August 23, 2007
Criminologist and professor of sociology Richard Moran specializes in cutting through the jargon and arcane scholarly
language that cloud our thinking about crime and punishment. What makes him successful is that he has a knack for "hitting
the nail on the head." His latest big idea came to him 20 years ago, and he figures the data to support it has been out
there for at least five years. This summer he found a hook, dashed off 800 words to the New York Times op-ed page, and his
phone hasn't stopped ringing since.
The idea is that most death sentences overturned on appeal occurred not because somebody goofed or because events conspired
to lead the jury astray, but because police and prosecutors planted evidence, withheld evidence favorable to the defense,
or knowingly allowed people to lie on the witness stand. In other words, those sworn to uphold the law in fact broke the law
in order to railroad the accused, some of whom turn out to be innocent. What troubles Moran most is that he has never heard
of anyone being called to task for this behavior, even if caught red-handed. "I don't think there has been a single law
enforcement person punished or a single prosecutor who has gone to jail for planting evidence," or a single policeman
prosecuted for perjury" he said.
Moran's op-ed, "The Presence of Malice," made a splash. He is now working on an article to submit to a law review
because he wants this revelation to have a lasting impact on policy. He also believes the term "unlawfully convicted"
should replace "wrongfully convicted" in order to distinguish cases where justice went off the rails due to official
malfeasance from mistakes resulting from good faith errors. "How do you expect criminals to go straight and to respect
the law if those who run the system have no respect for it?" Moran asks.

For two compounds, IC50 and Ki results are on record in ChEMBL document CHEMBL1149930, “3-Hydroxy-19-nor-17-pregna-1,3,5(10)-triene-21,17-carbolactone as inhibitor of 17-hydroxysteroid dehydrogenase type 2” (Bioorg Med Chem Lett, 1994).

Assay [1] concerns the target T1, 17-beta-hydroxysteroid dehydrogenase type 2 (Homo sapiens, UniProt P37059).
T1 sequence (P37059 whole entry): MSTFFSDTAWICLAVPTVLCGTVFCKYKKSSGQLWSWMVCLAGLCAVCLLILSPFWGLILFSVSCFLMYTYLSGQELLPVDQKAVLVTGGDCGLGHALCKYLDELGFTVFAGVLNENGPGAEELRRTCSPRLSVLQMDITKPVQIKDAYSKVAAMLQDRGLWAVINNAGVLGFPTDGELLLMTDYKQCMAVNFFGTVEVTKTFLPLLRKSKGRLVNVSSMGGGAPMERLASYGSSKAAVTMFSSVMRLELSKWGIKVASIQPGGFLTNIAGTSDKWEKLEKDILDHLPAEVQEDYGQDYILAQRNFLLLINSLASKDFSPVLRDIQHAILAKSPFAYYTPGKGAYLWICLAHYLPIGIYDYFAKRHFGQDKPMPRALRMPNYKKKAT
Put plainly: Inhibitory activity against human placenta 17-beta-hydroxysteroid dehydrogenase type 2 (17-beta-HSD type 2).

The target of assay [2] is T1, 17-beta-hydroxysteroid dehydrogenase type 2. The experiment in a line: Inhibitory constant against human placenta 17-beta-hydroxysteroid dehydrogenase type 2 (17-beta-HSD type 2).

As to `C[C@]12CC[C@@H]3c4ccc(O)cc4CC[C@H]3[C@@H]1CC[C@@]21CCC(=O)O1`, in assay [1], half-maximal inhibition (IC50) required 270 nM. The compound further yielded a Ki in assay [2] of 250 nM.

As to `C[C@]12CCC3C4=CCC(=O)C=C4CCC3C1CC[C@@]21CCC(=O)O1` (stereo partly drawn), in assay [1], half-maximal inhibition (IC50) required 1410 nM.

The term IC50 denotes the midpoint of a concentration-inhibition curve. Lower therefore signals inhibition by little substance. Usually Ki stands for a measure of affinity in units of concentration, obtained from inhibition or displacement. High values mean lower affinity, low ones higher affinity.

Moran remembers reading a 1987 Stanford Law Review article, "Miscarriages of Justice in Potentially Capital Cases."
He called one of the authors, his friend Hugo Adam Bedau, and told him, "This is a great study but you've got no guts."
He blames many researchers and activists doing "innocence work" for glossing over the fact that what are usually
termed "wrongful convictions" can be traced to official misconduct. A few years ago Moran had this discussion with
Caroline Nobo '07, his research assistant who graduated this year and is starting graduate work in criminology at the University
On his suggestion Nobo went to the Death Penalty Information Center Web site (see link below), where they list capital
cases overturned on appeal. It didn't take long to realize that of the 124 cases on the site fully 80 or 66 percent involved
police or prosecutorial misconduct. "Anybody could have put this together," said Moran, noting that the hundredth
case was listed in 2002, creating a data set at least twice what would be needed to draw valid conclusions. In fact, friends
urged Moran not to delay in going public with his finding lest someone beat him to it.
Anyone with an Internet connection and a week or two to put the pieces together could have written the op-ed, according
to Moran. The catch, he added, is that until recent publicity surrounding DNA exonerations many editors wouldn't have touched
it. "It would be too far out of their knowledge base," Moran said. "Most of my best stuff cannot be published
until about two years afterwards, when editors are ready to look at a new perspective."
The problem of "unlawful convictions" has become endemic because many prosecutors are more concerned with their
win/loss records than they are with doing justice. "In most states they have political careers and a lot of the politicians
have come up through the prosecutorial system," Moran said, and many judges are former prosecutors who "don't want
to see the system opened up to scrutiny." In non-death penalty cases, which are not part of his study, "justice
is even more capricious," Moran said.
He has two clear goals. "I want to reframe the understanding of what it means to be wrongfully convicted. I think
that the public response to good faith mistakes or errors is much different than to the malicious planting of evidence,"
Moran said. "I can live with mistakes, but in general in our culture we have substituted the word 'mistake' for intentional
wrongdoing. . . . When someone in the criminal justice system, who is sworn to uphold the law, has broken the law, I want
to see them prosecuted, especially when their unlawful conduct send an innocent man to death row."